A Home Away from Home
On the other side of the Pacific, I have found my home.
Costa Rica is not Puerto Rico. The first person I met in Costa Rica reminded me not to mix up the two places. Despite their alleged shared affinity of reggaeton, the former is a Central American sovereign nation, the latter an unincorporated territory of the United States still reeling from the effects of Hurricane Maria and political turmoil brought by Telegramgate.
Costa Rica is not Las Vegas. Contrary to my mom’s repeated insistence, Costa Rica is not located in the Mojave. It has been named by National Geographic as one of the happiest nations of the world, not because of all the gambling and partying and drinking, but probably because of Pura Vida (the lifestyle which literally translates as Pure Life), scenic views, and biodiversity.
Costa Rica is not Hong Kong, nor the States. As I would spend six weeks on the other side of the Pacific alone on a service project advancing Climate Action, armed with nothing but broken Spanish phrases, I couldn’t believe that I could find my true home — for now.
The timing couldn’t have been more perfect. I have been studying in the States; On May 3rd, I returned to Hong Kong, where I had been born and raised, for my first summer break as a college student. I had planned to leave for Costa Rica in Mid-June but was forced to push back the date three weeks to allow for last-minute maintenance work done at the project site. Now I would leave on July 6th, then hop on the plane to Atlanta, GA the day after my project has ended to start my sophomore year of school.
When I returned to Hong Kong, I felt uneasy. Sure, I liked the city, its hustle and bustle, its world-class almost-everything, its people. My people. But there was always a dark cloud hanging over us, just like the volatile weather outside of the skyscraper apartment our family was renting. Living in Hong Kong could be stressful for a lot of reasons, from unaffordable housing to long working hours to a lack of social mobility. Moreover, our political outlook has been looking bleaker by the day. That was perhaps why I had been so elated when I received two scholarships to study abroad; I thought that the grass was greener on the other side, the skies bluer, my future brighter in the form of a world-class education and possibly a work visa or even a green card a few years down the road.
What would Hong Kong become the next time I go back?
But when the government decided to put forward the Extradition Bill, all hell broke loose. Many fear that the Bill will topple what has remained of the firewall between Hong Kong and Mainland China. Simmering public anger erupted in the form of mass protests reaching up to two million people, and confrontations with increasing intensity and creativity.
Because of my rescheduled flight, I have been able to attend many of them with my parents. Still, the time had come for me to leave midway through the ongoing movement; I would not return in six months. I wished my people all the best in fighting the good fight. But could I survive in Costa Rica? How would I change? What would Hong Kong become the next time I go back?
Two flights, one terrible thunderstorm, and twenty-six hours later, I landed jet-lagged and disoriented at the Aeropuerto Internacional Juan Santamaría.
Costa Rica is indeed not Hong Kong. Traffic is still a problem as in many places, but then you remember that the largest interstate highways are only two lanes wide on either side. Air conditioning does not exist in many households. Costa Rica is fifty times larger than Hong Kong but has only two-thirds of the population.
Upon closer inspection, Costa Rica does resemble Hong Kong in some ways. Most cars that skitter along the roads are produced by familiar Asian brands such as Hyundai, Subaru, and Toyota. Made-in-Hong-Kong oyster sauce — affectionately called Chinese sauce by local Ticos — is used in meals. Some Asians open general stores and restaurants, where I could freely converse with them in Cantonese, Hong Kong’s official language.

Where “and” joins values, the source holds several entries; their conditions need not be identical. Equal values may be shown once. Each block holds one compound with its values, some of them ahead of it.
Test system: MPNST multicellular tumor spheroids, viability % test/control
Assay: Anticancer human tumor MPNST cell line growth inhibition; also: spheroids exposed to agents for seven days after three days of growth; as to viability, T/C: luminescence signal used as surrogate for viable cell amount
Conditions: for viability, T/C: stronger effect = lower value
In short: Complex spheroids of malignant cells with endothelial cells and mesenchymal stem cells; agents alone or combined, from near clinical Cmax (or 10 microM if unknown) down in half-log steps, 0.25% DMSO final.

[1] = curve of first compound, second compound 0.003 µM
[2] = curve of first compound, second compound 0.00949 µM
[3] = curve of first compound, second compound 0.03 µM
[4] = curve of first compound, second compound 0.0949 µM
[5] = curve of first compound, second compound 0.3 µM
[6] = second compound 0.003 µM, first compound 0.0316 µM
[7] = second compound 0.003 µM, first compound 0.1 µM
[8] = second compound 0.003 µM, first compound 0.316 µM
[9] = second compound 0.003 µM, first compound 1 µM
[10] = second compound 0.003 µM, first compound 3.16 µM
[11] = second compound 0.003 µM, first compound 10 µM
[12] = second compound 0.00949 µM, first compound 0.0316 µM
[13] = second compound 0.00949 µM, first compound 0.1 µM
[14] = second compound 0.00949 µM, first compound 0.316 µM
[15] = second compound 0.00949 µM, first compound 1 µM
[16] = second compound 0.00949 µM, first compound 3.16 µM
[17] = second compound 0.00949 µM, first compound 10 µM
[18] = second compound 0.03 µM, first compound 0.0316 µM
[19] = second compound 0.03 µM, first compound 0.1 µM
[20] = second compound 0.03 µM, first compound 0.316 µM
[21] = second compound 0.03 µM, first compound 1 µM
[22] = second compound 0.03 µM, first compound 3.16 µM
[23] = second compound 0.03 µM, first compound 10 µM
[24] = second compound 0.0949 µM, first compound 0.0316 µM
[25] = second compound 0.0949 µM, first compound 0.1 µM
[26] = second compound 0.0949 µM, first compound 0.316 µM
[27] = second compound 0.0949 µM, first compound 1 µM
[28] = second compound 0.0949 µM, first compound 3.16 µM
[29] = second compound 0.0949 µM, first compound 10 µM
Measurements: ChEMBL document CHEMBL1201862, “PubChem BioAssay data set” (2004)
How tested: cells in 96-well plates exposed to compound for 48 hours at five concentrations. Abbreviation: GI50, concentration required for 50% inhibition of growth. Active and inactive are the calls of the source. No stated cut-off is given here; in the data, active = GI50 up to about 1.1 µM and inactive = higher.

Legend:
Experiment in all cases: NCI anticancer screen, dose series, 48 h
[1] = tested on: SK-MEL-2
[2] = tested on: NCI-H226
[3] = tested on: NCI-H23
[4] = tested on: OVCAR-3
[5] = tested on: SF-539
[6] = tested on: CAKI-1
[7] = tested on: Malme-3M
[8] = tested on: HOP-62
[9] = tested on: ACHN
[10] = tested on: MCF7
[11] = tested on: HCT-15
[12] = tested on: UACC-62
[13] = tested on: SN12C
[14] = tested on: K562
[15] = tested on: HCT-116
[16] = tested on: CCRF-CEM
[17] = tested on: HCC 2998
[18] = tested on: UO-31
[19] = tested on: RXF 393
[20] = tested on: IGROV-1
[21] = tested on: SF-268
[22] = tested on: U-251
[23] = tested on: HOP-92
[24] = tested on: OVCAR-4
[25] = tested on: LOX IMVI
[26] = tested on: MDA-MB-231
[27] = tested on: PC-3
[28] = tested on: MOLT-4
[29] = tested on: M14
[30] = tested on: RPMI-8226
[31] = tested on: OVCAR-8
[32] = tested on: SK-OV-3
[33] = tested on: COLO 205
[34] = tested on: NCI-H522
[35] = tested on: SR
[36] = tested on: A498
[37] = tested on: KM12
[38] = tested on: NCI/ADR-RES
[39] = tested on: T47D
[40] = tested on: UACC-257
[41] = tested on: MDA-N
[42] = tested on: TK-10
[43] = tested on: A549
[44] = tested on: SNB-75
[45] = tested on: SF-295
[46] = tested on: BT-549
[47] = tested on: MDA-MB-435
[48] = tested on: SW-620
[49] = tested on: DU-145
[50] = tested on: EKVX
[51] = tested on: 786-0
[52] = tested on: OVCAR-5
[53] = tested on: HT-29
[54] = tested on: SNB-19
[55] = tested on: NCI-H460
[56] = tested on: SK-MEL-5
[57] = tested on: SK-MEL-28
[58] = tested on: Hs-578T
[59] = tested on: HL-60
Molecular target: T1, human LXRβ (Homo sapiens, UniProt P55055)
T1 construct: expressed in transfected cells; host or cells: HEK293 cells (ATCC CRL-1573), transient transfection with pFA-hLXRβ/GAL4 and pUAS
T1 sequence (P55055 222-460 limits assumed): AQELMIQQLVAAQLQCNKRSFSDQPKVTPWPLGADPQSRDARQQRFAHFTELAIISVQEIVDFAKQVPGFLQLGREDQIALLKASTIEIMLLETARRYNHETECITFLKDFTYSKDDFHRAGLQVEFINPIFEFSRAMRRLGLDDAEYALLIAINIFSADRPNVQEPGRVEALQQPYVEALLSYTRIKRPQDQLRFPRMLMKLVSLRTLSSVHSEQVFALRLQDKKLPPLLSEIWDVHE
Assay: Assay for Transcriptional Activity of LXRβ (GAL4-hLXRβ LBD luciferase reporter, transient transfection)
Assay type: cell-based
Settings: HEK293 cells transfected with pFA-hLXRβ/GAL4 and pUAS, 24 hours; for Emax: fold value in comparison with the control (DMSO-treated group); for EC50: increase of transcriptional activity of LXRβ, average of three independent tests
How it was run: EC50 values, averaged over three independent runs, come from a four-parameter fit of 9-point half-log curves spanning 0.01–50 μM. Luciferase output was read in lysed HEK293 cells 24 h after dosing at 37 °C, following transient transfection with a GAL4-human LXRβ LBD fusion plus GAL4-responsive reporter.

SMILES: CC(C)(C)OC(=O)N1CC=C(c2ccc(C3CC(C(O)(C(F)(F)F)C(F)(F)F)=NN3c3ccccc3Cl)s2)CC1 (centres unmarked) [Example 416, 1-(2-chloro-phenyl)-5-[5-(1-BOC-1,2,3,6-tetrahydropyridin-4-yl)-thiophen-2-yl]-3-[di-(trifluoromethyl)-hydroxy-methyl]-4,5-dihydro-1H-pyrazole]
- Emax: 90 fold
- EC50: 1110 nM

But then I was shocked when I arrived at the Project site of Ecotarcoles, where I would live and work for the entirety of six weeks. My first impression of the place was that, man, this place is close to falling apart. The shack did not have any glass windows; instead, walls of airbricks provide the facsimile of ventilation. Spending time inside in the middle of the day felt like going to the sauna. The sink outside was broken; water would drain towards your feet as you washed your hands. The roof smelled of gasoline whenever it rained (all the time). This was a beachfront property where all the sand would find its way inside through the open roof and all the cracks and stuff and cover the floor with a thin umber film.
And then there were the bugs. I got over a hundred bites on my first day — I might or might not have forgotten the mosquito net when I had headed to sleep — from all sorts of creatures. My ankle had become so swollen in the first week that walking became painful. And frankly, I was disgusted when I saw so many ants crawling around the kitchen sink and the compost bin.
Traffic is still a problem as in many places, but then you remember that the largest interstate highways are only two lanes wide on either side.
There were moments where I truly wondered whether I could continue on with the Project. I was in terrible shape, coughing and wheezing even when performing some standard physical work. Nevertheless, I was not to be deterred. I had made a conscious decision to go there to understand how adaptable and tolerant I could be. I have never been a person who would easily back down from what I had believed in. And there was some old-fashioned ethnic pride adding fuel to the fire: the leaders of the Project had had a terrible experience with two Hong Kong volunteers prior which made them vow not to accept Hongkongers as volunteers again; it happened that they saw my U.S. education background and decided to make an exception.
I would not let my fellow Hongkongers down, would I?
Is Hong Kong China? That requires a carefully-crafted and very politically correct answer.
I would first explain the history and original intent of “One Country, Two Systems”. I would then show my respect towards the Chinese people. In fact, most Chinese people I get to know are nice and smart. But then, I would swiftly refocus on how we could use Facebook, Twitter, Google, Youtube, and Netflix in Hong Kong. That Hong Kong has freedoms of religion and speech and free press, an independent judiciary (at least most of the time), and some — still not all — democratically elected legislators.
Not in Mainland China. Not at all. To quote a well-respected journalist, Hong Kong is “the last battalion of freedom in China”.
I would finally reiterate my respect of most Mainland Chinese people, and lament their ignorance and stifled rights. I felt like a preacher acting as if he were fighting bees at times.
Freedom is fragile. Without vigilance, all it takes is one swoop from the predator, and nothing is left.